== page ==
Posts tagged ‘west fargo pioneer’

Icing, and things that fly

Posted April 10th, 2013 by kcorliss. Comments Off on Icing, and things that fly.

Since the early days of aviation, the phenomenon known as airframe icing has proven to be a very very bad thing for flyers. I won’t go into the science behind this, but know that once a wing begins to accrete ice, it begins to lose efficiency. There is an ultimate point with every flying machine […]

Swans, yes, but which ones?

Posted April 8th, 2013 by kcorliss. Comments Off on Swans, yes, but which ones?.

First, dear reader, notice the snow-and-ice background. Indeed this area of the Upper Midwest continues to be held tightly within the grip of a cold and damp cycle. Here in Fargo I hear the high temperature for the year has been…drum roll…43 degrees. Hardly a late winter/early spring to brag about. If someone has access […]

Now that’s kinda weird

Posted May 10th, 2012 by kcorliss. Comments Off on Now that’s kinda weird.

From the “Things they didn’t teach me in motorcycle safety class” files: In the aviation biz there are some obvious risks (what in life doesn’t?), not the least of which is the potential for collisions with other flying things, be they birds, other aircraft, or any number of things in the air. Several tools are […]

Look for the mini-snowmen

Posted February 22nd, 2012 by kcorliss. Comments Off on Look for the mini-snowmen.

If you haven’t seen a snowy owl this winter somewhere in the continental U.S. you haven’t been looking. The irruption of these huge Arctic owls into the lower 48 has made news reports for at least a few months and the birds continue to impress with incursions into areas where snowys are normally quite rare. […]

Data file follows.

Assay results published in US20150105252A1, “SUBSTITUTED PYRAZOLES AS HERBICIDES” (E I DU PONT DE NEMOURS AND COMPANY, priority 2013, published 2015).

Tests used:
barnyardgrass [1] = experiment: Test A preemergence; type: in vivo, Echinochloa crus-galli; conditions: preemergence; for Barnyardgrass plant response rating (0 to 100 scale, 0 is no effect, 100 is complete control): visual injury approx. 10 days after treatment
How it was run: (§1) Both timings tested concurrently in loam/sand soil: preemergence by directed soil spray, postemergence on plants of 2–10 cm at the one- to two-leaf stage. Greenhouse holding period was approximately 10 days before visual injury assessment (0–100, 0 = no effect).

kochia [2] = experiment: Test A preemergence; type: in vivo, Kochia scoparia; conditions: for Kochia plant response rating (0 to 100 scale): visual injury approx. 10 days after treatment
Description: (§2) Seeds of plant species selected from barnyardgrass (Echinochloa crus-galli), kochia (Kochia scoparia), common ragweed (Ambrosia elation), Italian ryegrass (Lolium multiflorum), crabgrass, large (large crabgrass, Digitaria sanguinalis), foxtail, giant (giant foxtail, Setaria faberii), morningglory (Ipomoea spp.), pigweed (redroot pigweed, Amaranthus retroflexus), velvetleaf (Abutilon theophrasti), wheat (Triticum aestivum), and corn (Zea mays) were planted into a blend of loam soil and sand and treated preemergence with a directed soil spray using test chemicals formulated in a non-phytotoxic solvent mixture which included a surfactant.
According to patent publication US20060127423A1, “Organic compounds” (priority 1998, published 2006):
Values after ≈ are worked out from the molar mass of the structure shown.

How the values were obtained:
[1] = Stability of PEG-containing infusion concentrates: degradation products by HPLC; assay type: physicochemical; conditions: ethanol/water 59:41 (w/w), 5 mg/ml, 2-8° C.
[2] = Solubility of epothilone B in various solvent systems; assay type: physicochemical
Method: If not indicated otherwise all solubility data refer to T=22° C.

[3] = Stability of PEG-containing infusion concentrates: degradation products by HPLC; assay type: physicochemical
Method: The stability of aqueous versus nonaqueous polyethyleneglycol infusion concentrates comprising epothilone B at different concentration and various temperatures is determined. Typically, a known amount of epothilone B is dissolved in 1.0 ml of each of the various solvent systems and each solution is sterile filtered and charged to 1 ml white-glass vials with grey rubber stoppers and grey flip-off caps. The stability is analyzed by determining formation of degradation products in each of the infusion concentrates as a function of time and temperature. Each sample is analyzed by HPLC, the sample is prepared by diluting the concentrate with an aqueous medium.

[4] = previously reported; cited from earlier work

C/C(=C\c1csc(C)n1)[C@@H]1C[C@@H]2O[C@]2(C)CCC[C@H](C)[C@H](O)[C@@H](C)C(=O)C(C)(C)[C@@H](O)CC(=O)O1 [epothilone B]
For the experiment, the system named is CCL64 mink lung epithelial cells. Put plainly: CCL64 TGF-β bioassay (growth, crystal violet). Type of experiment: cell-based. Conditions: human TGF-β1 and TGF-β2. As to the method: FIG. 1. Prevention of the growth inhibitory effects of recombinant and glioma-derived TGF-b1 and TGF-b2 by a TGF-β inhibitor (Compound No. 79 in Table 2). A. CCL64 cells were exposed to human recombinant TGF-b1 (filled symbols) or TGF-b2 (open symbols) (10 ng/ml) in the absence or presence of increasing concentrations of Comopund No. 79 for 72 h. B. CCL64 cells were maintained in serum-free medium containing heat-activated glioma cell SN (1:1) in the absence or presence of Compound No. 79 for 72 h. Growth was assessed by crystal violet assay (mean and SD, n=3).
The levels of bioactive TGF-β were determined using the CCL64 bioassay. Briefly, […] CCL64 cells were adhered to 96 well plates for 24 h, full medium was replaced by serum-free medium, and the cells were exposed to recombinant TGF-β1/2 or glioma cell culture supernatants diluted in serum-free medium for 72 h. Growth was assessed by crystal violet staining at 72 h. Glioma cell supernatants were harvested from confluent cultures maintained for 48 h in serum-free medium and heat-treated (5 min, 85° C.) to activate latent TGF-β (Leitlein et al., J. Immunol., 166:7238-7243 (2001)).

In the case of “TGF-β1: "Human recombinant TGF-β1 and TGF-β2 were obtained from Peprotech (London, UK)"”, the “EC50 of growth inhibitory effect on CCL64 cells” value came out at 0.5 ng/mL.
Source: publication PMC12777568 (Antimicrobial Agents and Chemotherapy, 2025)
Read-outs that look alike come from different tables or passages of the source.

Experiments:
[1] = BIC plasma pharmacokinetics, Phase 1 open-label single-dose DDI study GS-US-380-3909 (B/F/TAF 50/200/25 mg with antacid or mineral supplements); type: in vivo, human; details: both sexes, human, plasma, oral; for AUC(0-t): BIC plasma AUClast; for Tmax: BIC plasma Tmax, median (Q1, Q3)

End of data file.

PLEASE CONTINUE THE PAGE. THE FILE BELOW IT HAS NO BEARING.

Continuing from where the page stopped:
Immediate seating available

Posted January 19th, 2012 by kcorliss. Comments Off on Immediate seating available.

Of all the avian visitors which tend to frequent the backyard feeders of us urban dwellers, perhaps the most unwelcome–at least in the hearts of most–are the small group of woodland hawks in the family Accipitridae. Within this small three-species group (in North America) easily the most common to appear near your bird feeders is the […]

Topping 50 again

Posted December 20th, 2011 by kcorliss. Comment (1).

It was just a year ago when the Christmas Bird Count within the Fargo-Moorhead circle had never gotten more than 48 birds, in other words never topped the half-century mark. Turns out we blew it out of the water last year by tallying 59 species. This year seemed different. No snow on the ground and […]

Dinner is served

Posted September 8th, 2011 by kcorliss. Comments Off on Dinner is served.

Spruce and pine trees, during the last couple of years in our area, have produced noticeably few cones. Why is this important? Well, to most folks it’s not. But to birders it means a small number of species which rely heavily upon cone seeds have been scarce as well. In particular, I’m talking about red […]

This is it

Posted August 16th, 2011 by kcorliss. Comments Off on This is it.

If we consider the life cycle of the northern hemisphere as reflected by the calendar, then right now is the hay day–the apogee–the good old days–as good as it gets. There is more biomass currently present than will be for any other moment during the calendar year. All the productivity which took place due to […]

Dancing the skies on laughter-silvered wings

Posted August 2nd, 2011 by kcorliss. Comment (1).

Are we all familiar with the famous poem, High Flight, by John Gillespie Magee Jr.? If not, it follows this paragraph in its entirety. Few fellow aviators speak of the poetry and romance in what we do, fewer still can write about it. Perhaps it’s not so surprising this piece was written in some earlier flying […]

They get there on their own

Posted June 19th, 2011 by kcorliss. Comments Off on They get there on their own.

People just love statistics, especially kids. When it comes to critters they want to know which one is the biggest, smallest, smartest, fastest, most numerous, rarest of them all. One particular area of data that interests me as a pilot, is the bird species that flies the highest. I’ve seen reports putting some large soaring birds at nearly 30,000 […]